Wlliam Gilmore Simms
The History of South Carolina, From Its First European Discovery to Its Erection into a Republic >> Chapter I >> Page 16

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History | S. Babcock & Co. | 1840
tude of St. Augustine, where he discovered the river St. John's, to which he gave the name of May River. Thence he pursued a northerly course along the coast, still in search of the Jordan, and naming the various streams which he discovered as he proceeded, after well known rivers of France. The St. Mary's, for the time, became the Seine ; the Satilla, the Somme ; the Altamaha, the Loire ; the Ogechee, the Garonne ; and the Savannah, the Gironde. The names which he conferred upon the rivers of South Carolina, they still partially retain. The Belle is now the May," and the Grande, the "Broad." While he proceeded in his search for the Jordan," his two vessels were separated by a storm, in which one of them was supposed, for a time, to be lost ; but she had anchored in a bay which seemed the outlet of some magnificent river. To this bay, " because of the fairnesse and largenesse there-of," he gave the name of Port Royale.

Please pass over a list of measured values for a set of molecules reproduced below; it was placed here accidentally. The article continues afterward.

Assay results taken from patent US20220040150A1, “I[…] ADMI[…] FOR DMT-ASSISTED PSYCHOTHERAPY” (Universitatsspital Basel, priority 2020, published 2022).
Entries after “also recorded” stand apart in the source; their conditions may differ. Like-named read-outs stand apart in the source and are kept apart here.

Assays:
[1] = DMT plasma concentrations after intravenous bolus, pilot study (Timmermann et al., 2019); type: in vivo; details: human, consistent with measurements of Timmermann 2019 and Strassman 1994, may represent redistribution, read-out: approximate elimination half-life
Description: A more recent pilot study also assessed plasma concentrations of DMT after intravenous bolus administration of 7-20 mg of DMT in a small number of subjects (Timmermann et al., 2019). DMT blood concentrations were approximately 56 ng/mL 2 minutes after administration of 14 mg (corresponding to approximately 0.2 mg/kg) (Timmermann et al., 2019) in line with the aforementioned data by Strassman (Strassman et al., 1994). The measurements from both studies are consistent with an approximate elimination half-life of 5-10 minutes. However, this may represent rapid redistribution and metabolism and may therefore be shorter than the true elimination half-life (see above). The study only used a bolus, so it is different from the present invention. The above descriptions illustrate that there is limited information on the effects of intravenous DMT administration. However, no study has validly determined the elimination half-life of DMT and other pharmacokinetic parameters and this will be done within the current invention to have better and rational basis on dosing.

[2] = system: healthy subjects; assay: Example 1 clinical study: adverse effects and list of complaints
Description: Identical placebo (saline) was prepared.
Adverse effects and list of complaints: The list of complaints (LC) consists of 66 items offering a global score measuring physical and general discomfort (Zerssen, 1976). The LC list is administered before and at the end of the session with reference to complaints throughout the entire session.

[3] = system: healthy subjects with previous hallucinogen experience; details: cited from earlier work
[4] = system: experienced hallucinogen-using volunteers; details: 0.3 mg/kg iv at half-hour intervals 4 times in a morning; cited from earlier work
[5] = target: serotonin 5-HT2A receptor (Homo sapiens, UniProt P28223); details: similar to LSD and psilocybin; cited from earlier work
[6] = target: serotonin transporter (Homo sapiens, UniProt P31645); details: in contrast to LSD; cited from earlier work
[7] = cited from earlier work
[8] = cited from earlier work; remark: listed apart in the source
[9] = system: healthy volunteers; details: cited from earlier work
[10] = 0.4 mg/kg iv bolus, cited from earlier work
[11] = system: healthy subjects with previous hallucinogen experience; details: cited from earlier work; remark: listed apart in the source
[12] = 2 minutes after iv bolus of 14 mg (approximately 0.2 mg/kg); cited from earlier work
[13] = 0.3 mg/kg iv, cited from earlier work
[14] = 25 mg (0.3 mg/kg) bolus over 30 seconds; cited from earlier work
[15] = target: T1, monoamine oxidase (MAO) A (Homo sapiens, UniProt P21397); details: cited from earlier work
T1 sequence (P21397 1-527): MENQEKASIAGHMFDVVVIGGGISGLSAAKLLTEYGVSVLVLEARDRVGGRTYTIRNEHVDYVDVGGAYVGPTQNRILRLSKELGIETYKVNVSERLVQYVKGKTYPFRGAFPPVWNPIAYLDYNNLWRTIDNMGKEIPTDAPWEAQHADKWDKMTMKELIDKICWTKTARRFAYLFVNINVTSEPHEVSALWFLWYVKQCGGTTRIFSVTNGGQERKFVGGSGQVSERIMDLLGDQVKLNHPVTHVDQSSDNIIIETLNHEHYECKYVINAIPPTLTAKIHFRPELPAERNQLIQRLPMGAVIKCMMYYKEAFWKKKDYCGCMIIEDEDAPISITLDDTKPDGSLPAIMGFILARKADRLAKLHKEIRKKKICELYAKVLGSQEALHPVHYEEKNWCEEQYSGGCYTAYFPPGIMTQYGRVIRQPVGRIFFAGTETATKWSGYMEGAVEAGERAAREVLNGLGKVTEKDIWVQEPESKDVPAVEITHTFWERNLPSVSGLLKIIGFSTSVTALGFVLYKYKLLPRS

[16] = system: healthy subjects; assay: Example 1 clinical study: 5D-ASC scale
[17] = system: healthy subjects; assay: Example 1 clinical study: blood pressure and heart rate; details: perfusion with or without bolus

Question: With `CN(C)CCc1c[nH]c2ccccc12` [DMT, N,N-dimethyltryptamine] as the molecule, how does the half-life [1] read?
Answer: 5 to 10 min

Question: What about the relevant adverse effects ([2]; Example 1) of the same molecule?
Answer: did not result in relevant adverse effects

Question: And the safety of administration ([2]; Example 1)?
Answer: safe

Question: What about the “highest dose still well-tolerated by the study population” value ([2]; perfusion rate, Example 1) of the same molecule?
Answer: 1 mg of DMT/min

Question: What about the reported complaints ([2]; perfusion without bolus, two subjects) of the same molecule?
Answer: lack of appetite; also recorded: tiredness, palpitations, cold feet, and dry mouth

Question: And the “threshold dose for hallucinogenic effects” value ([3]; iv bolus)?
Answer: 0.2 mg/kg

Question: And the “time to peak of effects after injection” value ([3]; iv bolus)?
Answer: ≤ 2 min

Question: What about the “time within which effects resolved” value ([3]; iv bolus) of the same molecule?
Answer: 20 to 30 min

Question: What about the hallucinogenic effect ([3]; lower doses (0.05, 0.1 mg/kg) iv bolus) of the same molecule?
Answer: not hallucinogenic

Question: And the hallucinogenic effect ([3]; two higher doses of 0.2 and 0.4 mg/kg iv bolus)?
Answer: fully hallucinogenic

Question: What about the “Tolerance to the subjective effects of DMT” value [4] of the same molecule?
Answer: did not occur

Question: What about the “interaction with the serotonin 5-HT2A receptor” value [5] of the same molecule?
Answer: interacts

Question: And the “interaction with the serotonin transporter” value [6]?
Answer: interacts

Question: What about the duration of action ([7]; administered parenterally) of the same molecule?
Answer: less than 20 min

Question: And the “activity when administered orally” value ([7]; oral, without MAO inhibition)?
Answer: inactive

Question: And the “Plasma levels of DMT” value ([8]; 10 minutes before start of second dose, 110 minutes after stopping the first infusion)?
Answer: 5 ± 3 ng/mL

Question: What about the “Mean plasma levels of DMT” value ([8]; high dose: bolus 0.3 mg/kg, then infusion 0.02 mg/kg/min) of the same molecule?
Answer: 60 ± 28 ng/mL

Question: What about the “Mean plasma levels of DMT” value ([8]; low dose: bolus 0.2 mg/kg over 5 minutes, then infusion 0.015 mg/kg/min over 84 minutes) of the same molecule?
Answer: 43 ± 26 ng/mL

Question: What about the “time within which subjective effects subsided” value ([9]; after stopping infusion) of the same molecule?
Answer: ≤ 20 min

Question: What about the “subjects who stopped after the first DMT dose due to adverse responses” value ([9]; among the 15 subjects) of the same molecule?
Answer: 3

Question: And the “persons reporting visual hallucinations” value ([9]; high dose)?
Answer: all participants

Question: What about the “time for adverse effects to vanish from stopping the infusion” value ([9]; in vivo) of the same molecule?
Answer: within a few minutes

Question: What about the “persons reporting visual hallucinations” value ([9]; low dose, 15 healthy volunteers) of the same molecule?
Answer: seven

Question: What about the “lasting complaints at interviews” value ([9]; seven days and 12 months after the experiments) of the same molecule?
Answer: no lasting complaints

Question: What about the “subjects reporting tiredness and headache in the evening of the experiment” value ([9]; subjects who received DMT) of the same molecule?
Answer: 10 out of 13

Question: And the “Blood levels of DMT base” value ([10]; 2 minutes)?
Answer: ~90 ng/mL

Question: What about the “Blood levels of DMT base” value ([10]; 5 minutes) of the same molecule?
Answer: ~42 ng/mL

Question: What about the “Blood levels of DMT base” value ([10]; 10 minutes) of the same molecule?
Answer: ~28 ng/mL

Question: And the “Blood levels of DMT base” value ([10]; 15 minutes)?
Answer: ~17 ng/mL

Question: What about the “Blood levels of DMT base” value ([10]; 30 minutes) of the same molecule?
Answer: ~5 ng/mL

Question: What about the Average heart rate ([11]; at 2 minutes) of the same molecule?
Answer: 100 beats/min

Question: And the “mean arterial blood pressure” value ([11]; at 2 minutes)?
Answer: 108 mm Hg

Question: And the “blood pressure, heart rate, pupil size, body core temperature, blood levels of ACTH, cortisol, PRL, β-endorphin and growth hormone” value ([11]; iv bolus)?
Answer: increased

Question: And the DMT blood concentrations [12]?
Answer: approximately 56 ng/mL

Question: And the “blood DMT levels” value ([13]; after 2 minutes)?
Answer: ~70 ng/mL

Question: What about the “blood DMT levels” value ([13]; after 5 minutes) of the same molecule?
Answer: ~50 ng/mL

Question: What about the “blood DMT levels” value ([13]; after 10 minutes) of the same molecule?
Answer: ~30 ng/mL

" Here," says the narrative of Ribault, "wee stroke our sailes, and cast anker at ten fathom of water; for the depth is such when the sea beginneth to flow, that the greatest shippes of France, yea, the arguzies of Venice, may enter in there."
The delighted Huguenots landed upon the northern bank of the entrance of Port Royal, which they believed to be one of the mouths of the Jordan, and gave them-selves up for a time to the contemplation of the aspects of the new world, which seemed to them no less beautiful than strange. The mighty oaks, and the "infinite store of cedars," enforced their wonder, and as they passed through the woods, they saw "turkey cocks flying in the